On October 21, 1962, Sylvia wrote her therapist-turned-confidante Ruth Beuscher a long letter in which, describing her writing, she said, “I have become a verb instead of an adjective.” About three months later, in a letter to her close friend Marcia Brown Stern, she took this a step further: “I feel like a very efficient tool or weapon,” she wrote. Although the phrase referred to motherhood, it’s hard not to apply it to Plath’s relationship with her poems from the time. Reading them, especially those very last poems from January and February 1963, I am reminded of the old joke about a small person walking a very large dog:
It was a pleasure to read this. Really look forward to your book.
"My first book, The Colossus, I can't read any of the poems aloud now. I didn't write them to be read aloud. They, in fact, quite privately, bore me. These ones that I have just read, the ones that are very recent, I've got to say them, I speak them to myself, and I think that this in my own writing development is quite a new thing with me, and whatever lucidity they may have comes from the fact that I say them to myself, I say them aloud."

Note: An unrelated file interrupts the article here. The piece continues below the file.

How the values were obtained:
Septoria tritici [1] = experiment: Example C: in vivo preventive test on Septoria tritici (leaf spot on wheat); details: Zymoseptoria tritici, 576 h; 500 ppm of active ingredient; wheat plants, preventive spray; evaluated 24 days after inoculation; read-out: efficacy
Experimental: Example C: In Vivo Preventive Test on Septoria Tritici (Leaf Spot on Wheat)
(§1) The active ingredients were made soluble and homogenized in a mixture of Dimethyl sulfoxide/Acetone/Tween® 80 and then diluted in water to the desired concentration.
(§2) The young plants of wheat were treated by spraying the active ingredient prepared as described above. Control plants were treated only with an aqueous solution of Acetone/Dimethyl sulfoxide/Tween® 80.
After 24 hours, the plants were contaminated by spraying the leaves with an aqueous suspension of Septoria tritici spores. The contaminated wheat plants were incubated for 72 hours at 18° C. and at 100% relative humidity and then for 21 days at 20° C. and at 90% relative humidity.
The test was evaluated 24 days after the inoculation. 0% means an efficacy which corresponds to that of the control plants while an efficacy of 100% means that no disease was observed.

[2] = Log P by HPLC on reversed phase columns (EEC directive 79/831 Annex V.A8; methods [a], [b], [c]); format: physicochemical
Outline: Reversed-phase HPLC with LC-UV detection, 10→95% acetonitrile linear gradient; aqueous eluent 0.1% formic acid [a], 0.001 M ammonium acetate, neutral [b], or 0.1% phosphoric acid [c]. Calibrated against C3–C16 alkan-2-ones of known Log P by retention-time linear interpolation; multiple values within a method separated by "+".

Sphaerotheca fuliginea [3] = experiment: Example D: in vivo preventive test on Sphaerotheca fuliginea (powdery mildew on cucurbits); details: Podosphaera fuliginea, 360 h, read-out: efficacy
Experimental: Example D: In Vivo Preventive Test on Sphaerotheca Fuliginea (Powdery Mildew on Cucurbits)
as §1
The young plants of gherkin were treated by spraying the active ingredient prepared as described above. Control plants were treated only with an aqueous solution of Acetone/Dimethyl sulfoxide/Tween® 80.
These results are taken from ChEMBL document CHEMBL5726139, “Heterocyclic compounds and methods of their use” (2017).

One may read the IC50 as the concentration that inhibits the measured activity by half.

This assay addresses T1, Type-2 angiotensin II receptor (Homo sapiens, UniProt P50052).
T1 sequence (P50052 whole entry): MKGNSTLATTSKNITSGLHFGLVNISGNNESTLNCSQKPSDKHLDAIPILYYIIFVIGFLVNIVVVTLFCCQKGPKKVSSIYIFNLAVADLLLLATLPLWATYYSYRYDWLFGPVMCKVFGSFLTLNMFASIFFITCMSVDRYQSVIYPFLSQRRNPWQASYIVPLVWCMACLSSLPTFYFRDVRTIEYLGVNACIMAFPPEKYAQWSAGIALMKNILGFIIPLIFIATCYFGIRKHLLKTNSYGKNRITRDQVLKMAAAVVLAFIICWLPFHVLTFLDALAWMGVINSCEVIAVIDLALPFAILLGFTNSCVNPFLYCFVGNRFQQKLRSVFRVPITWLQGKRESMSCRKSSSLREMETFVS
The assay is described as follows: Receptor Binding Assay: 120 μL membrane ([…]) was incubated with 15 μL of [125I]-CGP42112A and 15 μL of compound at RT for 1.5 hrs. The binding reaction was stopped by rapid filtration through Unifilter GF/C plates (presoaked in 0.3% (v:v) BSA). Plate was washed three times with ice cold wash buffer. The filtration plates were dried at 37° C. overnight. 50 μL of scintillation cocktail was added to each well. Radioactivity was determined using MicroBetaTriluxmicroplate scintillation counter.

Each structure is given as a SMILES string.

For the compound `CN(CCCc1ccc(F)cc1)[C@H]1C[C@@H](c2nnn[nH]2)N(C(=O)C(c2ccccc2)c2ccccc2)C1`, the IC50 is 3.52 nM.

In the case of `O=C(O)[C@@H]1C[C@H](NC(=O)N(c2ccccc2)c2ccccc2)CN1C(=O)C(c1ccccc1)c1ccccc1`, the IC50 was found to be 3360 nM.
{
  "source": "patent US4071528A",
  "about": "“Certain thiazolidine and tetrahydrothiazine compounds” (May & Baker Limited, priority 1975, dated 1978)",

~ Peter Orr Interview
Scary to feel you are being moved by another force even if it's poetry. Also exciting to be so immersed in such richness. Hold on tight!